NASA's Orion Craft Perfectly Touches Down During Its Final Test Before Moon

The final parachute test for the Orion spacecraft has NASA officials hopeful for the craft's performance on its upcoming lunar mission.
Shelby Rogers

Practice makes perfect, especially for spacecraft. NASA's Orion space capsule is no different.

A final iteration of the Orion capsule got dropped six miles (9.7 km) under three parachutes. This was the capsule's final test before getting the vehicle ready for its lunar journey. 

NASA officials still have to process the data, but on video, the test seemed like a success. Orion safely deployed its parachutes in sequence. Orion made its secure landing at the United States Army's Yuma Proving Ground in Arizona. 

Mark Kirasich was one of the officials on the ground watching the test. He spoke with media before the event.

"Orion is our new human exploration spacecraft, and this is a spacecraft that will take people farther in space than we've ever gone before," Kirasich said.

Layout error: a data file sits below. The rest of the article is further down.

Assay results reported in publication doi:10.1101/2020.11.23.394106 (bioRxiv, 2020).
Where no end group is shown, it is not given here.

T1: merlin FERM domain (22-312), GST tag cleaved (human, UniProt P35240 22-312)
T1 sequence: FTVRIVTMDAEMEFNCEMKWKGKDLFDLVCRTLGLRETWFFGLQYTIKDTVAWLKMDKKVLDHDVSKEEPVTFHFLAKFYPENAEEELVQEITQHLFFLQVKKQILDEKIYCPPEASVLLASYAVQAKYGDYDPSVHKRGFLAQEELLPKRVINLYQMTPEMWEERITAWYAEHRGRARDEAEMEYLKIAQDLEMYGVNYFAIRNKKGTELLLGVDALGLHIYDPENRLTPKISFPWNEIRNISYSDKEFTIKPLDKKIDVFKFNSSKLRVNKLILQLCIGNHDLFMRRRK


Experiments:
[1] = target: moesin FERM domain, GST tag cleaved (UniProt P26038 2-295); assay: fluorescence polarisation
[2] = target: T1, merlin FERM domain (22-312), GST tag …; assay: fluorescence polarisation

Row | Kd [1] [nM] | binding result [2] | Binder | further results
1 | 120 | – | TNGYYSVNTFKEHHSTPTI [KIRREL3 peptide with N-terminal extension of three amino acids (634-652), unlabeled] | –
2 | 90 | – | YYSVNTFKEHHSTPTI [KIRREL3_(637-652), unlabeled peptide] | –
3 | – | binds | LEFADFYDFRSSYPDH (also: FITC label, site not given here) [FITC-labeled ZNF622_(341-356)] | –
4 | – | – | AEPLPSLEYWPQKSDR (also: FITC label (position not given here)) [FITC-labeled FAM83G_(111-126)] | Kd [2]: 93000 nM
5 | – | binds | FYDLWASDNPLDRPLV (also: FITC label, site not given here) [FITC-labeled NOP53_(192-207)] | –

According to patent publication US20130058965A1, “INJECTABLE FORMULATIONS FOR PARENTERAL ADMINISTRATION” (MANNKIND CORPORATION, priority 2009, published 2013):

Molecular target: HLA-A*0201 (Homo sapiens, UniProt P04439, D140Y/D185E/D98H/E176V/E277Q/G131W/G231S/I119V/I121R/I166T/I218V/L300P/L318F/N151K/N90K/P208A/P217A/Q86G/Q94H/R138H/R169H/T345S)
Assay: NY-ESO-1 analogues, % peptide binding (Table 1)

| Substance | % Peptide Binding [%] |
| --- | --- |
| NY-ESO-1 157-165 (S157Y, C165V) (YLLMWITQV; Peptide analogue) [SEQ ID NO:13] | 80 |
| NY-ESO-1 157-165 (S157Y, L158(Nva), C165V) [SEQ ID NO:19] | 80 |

There's quite a bit of focus on the Orion mission. In either 2019 or 2020, an uncrewed Orion craft is expected to launch with NASA's newest Space Launch System rocket and loop around the moon. 

"After today if all goes to plan, we are ready for flight. That is just astounding," added astronaut Randy Bresnik on NASA Television. 

Bresnik said he enjoyed counting to 11, as that's how many parachutes Orion put out before making it to the ground. Those 11 parachutes are sectioned into four sets. It's critical that those parachutes function, as Orion will re-enter the Earth's atmosphere at 32 times the speed of sound.